Skiffes Creek, Newport News – Redoubt built by Magruder to defend the James River flank of his Warwick River line.
Lee Hall, 163 Yorktown Road, Newport News – Restored 1850s home was used as headquarters for Confederate commanders Johnston and Magruder. Trails sign located near an earthen fortification. The basement of the house serves as a Peninsula Campaign visitor center. [More information in Tidewater Museums and Visitor Centers.]
Battle of Dam No. 1, Newport News – McClellan’s only real effort to break Magruder’s Warwick River lines was here April 16, 1862. Heavily entrenched Confederates turned back the Union attack. A trail, featuring signs describing the battle, winds through well-preserved Confederate fortifications here. Begin the walking tour at the parking area near the pedestrian bridge over the lake, which was the Warwick River. Cross the lake to see the earthworks. Interpretive signs on both sides. More information is available at the Newport News Visitor Center at the entrance to the park, open daily, or at a small museum at the site, open seasonally.
Endview, Yorktown Road, Newport News – Built circa 1760, was used by both Confederate and Union forces as a hospital during the campaign. Hosts frequent living history programs. [More information in Tidewater Museums and Visitor Centers.]
Lebanon Church, Trails sign next to the Endview sign on Route 238 – Countless Confederates passed by this spot in April 1862 on their way to man the main Peninsula line a short distance to the east. The Southerners abandoned the position and fell back to the west on May 3. The church became a Union headquarters shortly before the Battle of Williamsburg.
Yorktown – Most famous as the site of the last major battle and siege of the American Revolution, Yorktown was the focus of Major Gen. George B. McClellan’s siege operations against Confederate forces commanded by Major Gen. John Bankhead Magruder and Gen. Joseph E. Johnston. Civil War Trails interpretation on Route 238 near Route 17. Also see the National Park visitor center for Civil War information.
Archer Cottage, Yorktown – Destroyed in the fire of 1814, the current cottage was rebuilt in the 1820s on the original foundations. When Confederate forces withdrew from Yorktown, opening up the York River for the Union navy, Yorktown became a busy Union port that supported McClellan’s advance toward Richmond. Located on Yorktown riverfront.
Gloucester / Tyndall’s Point, Gloucester – Confederate batteries here helped deprive McClellan the use of the York River. Park contains remains of the earthworks here. Trails sign on the Gloucester side of the Route 17 bridge in a county park just north of the toll plaza.
Redoubt 12, New Quarter Park, York County – Part of Magruder’s Williamsburg (3rd) Defensive Line and site of late-afternoon action during the Battle of Williamsburg. Redoubt 12 and nearby Redoubts 11 and 14 helped form the York River end of the line.
Fort Magruder, Penniman Road, Williamsburg – The center of the Williamsburg Line guarding the juncture of two roads leading from the lower Peninsula to Richmond. It was the scene of fierce fighting during the May 5, 1862, Battle of Williamsburg. Approximately one third of earthworks remain.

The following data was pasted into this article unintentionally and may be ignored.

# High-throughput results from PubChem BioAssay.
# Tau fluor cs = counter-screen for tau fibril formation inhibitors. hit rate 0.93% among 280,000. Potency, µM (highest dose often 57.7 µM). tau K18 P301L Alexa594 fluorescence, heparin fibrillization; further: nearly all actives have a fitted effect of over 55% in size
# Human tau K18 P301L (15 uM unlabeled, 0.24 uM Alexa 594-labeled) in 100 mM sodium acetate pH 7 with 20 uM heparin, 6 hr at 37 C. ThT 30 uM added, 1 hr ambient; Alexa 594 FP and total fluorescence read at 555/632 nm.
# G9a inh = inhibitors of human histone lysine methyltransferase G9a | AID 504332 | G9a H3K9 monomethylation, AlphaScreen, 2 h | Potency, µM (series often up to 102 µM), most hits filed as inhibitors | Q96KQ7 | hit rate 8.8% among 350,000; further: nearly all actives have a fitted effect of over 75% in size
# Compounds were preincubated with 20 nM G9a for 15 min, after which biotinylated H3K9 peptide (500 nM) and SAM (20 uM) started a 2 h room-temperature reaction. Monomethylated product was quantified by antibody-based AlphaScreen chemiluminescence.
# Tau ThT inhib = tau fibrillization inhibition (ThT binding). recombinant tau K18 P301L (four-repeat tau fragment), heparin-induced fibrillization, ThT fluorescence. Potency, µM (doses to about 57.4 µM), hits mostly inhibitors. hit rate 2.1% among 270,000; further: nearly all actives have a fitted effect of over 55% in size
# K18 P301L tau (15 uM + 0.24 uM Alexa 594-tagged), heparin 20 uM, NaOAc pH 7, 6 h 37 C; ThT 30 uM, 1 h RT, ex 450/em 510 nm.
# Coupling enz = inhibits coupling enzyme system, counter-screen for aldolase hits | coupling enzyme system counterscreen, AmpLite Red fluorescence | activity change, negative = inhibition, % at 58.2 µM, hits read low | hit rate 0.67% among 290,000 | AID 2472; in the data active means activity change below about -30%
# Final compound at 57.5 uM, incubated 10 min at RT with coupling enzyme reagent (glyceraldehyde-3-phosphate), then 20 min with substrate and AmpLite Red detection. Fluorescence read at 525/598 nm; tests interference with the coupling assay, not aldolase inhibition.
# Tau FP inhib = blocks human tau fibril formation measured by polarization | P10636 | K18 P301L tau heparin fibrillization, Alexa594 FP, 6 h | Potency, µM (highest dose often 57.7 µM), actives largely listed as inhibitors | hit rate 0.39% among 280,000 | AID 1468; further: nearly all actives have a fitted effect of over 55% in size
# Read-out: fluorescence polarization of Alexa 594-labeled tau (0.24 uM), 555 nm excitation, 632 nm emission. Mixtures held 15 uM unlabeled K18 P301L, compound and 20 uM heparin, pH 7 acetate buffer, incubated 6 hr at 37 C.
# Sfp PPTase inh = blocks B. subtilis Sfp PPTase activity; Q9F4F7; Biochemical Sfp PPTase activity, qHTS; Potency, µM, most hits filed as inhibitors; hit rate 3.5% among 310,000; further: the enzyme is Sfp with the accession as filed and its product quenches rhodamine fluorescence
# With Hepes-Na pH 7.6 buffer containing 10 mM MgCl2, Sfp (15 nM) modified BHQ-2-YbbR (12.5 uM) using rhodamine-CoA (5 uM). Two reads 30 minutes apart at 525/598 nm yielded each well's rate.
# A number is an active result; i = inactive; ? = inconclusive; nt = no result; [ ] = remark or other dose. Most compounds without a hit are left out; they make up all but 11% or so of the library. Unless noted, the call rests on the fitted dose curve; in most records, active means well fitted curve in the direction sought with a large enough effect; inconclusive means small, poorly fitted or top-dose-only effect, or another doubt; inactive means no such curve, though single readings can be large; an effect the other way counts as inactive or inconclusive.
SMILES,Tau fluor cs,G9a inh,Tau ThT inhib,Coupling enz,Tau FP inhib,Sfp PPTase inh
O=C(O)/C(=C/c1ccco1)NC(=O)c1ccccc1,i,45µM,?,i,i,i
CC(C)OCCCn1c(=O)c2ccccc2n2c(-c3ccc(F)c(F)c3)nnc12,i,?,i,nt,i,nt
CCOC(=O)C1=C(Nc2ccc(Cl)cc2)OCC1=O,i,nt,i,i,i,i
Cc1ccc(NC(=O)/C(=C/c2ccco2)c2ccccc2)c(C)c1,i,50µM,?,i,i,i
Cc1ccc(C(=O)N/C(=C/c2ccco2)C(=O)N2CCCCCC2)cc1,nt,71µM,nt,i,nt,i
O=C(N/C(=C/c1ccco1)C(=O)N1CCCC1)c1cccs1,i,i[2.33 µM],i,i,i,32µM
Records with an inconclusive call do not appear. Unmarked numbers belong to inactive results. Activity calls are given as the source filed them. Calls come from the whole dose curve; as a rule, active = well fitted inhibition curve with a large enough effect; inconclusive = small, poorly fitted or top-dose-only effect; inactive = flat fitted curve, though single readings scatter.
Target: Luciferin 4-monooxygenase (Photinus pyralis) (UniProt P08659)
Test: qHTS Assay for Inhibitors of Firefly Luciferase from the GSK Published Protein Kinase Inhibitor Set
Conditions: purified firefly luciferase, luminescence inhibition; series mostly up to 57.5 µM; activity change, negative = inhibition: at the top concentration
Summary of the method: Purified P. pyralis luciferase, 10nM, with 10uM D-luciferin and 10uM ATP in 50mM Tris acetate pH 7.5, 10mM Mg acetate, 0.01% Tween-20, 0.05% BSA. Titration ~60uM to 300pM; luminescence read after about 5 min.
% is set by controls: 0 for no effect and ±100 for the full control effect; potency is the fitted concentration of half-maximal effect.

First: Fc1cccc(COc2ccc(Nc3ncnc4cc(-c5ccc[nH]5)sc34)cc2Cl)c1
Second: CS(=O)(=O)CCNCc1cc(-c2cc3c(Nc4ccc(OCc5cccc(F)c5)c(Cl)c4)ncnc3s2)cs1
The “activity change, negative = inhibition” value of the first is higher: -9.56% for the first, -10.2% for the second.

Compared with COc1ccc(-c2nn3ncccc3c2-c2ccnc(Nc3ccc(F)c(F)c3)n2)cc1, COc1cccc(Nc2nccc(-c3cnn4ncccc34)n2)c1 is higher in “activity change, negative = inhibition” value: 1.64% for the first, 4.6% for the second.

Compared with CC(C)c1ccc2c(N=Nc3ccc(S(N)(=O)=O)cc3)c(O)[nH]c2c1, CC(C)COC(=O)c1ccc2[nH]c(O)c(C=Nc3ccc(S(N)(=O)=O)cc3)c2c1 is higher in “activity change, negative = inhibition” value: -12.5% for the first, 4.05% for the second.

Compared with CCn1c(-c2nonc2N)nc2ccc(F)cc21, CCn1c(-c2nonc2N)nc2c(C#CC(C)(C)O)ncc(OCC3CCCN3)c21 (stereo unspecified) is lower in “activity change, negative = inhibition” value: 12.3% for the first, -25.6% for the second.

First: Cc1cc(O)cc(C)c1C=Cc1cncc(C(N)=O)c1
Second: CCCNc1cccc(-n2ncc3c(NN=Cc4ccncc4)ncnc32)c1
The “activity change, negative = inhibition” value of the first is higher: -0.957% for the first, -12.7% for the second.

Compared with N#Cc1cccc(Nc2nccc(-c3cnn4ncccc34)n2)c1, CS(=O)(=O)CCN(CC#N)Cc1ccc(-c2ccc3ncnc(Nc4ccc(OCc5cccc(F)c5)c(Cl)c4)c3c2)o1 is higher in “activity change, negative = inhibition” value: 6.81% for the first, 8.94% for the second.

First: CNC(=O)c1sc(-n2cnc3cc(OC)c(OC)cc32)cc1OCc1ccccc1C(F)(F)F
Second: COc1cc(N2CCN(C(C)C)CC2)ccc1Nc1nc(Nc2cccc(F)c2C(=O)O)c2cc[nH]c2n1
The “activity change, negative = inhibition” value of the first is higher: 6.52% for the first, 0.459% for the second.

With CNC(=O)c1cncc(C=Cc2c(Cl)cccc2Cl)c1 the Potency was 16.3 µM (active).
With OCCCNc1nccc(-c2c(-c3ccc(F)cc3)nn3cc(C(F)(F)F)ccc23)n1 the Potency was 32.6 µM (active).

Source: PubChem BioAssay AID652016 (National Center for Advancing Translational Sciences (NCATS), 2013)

Battle of Williamsburg, Trails sign in front of the Park Inn, on Route 60, 7135 Pocahontas Trail in Williamsburg – This was the hottest spot during the May 5, 1862, battle that challenged the Confederate rear guard as that army withdrew from its Peninsula lines toward Richmond. This site, known as the “Bloody Ravine” was the focus of the seesaw fighting that resulted in a draw. The Confederates continued their withdrawal that evening.
Quarterpath Road and the Williamsburg Line – Confederate troops used earthworks here to repel Union assaults against the Confederate right during the May 5, 1862, Battle of Williamsburg. J.E.B. Stuart used this historic road trace while acting as a rear guard for the retreating Confederate army before the Battle of Williamsburg.
Wren Building, Williamsburg, College of William and Mary campus – Built in 1695. Confederate troops under Brig. Gen. Jubal Early camped here prior to the May 5, 1862, Battle of Williamsburg. The Wren Building was used as a hospital after the battle and was burned by Union troops in September 1862. (No Civil War Trails marker.)
Sandston in Henrico County
A Confederate opportunity to damage McClellan’s army, camped in Richmond’s suburbs, was lost May 31, 1862. Trails sign at the Sandston Library on U.S. Route 60 (Williamsburg Road). See also the Seven Pines National Cemetery.
Seven Days Battles
For information about Lee’s offensive that resulted in a Union withdrawal back to the James River in June-July 1862, see the visitor center at the Richmond National Battlefield Park. s there will direct you to battle sites at Drewry’s Bluff, Beaver Dam Creek, Gaines’ Mill, Savage’s Station, Glendale and Malvern Hill. [More information in Richmond National Battlefield Park, Central Virginia].
Charles City County
This James River plantation was the final stop of McClellan’s Peninsula Campaign. It was here at Harrison’s Landing that the Union army licked its wounds under the cover of gunboats. The plantation’s history, dating to the 1600s, is highlighted. 9 am–5 pm daily. $10.50 adults. Nearby Westover, where only the grounds are open to visitors, was Union Fifth Corps headquarters. Trails sign near the parking lot.